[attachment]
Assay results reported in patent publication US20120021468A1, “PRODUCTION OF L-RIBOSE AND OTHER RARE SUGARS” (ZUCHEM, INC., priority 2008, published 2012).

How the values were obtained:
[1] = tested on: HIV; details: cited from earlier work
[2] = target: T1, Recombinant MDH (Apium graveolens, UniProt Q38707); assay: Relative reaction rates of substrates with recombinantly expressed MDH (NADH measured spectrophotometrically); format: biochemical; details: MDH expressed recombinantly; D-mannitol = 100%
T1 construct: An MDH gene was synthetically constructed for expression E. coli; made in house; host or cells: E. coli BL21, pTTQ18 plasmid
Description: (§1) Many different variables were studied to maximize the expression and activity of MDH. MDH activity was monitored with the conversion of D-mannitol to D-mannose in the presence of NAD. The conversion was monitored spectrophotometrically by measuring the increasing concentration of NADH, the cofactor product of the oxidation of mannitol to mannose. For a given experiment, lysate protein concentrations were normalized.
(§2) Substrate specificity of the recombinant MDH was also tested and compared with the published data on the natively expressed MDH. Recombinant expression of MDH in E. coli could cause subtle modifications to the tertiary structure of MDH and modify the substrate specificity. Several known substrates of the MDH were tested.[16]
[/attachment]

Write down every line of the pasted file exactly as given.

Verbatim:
Assay results reported in patent publication US20120021468A1, “PRODUCTION OF L-RIBOSE AND OTHER RARE SUGARS” (ZUCHEM, INC., priority 2008, published 2012).

How the values were obtained:
[1] = tested on: HIV; details: cited from earlier work
[2] = target: T1, Recombinant MDH (Apium graveolens, UniProt Q38707); assay: Relative reaction rates of substrates with recombinantly expressed MDH (NADH measured spectrophotometrically); format: biochemical; details: MDH expressed recombinantly; D-mannitol = 100%
T1 construct: An MDH gene was synthetically constructed for expression E. coli; made in house; host or cells: E. coli BL21, pTTQ18 plasmid
Description: (§1) Many different variables were studied to maximize the expression and activity of MDH. MDH activity was monitored with the conversion of D-mannitol to D-mannose in the presence of NAD. The conversion was monitored spectrophotometrically by measuring the increasing concentration of NADH, the cofactor product of the oxidation of mannitol to mannose. For a given experiment, lysate protein concentrations were normalized.
(§2) Substrate specificity of the recombinant MDH was also tested and compared with the published data on the natively expressed MDH. Recombinant expression of MDH in E. coli could cause subtle modifications to the tertiary structure of MDH and modify the substrate specificity. Several known substrates of the MDH were tested.[16]